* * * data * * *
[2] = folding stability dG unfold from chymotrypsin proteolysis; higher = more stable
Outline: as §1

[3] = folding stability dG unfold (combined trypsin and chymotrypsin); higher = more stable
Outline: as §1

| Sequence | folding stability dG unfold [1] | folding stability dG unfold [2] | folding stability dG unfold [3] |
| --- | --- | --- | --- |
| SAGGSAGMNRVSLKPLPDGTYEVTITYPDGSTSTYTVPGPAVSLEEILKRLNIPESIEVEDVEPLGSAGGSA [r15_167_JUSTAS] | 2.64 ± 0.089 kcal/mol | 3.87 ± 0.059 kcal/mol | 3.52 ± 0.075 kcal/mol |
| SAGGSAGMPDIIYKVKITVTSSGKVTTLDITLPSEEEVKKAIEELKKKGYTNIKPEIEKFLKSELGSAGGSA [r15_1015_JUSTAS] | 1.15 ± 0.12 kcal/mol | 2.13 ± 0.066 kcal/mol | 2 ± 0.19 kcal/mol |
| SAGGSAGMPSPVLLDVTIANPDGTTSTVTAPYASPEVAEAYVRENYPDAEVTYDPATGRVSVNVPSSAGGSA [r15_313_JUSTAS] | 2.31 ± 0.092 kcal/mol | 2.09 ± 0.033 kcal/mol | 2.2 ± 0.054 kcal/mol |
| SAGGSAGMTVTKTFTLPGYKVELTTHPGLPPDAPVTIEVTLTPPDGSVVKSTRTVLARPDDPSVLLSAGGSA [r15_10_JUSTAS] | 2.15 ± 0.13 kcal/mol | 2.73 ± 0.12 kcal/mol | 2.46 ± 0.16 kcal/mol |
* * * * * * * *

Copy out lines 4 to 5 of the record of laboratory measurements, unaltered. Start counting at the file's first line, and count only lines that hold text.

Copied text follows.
Outline: as §1

| Sequence | folding stability dG unfold [1] | folding stability dG unfold [2] | folding stability dG unfold [3] |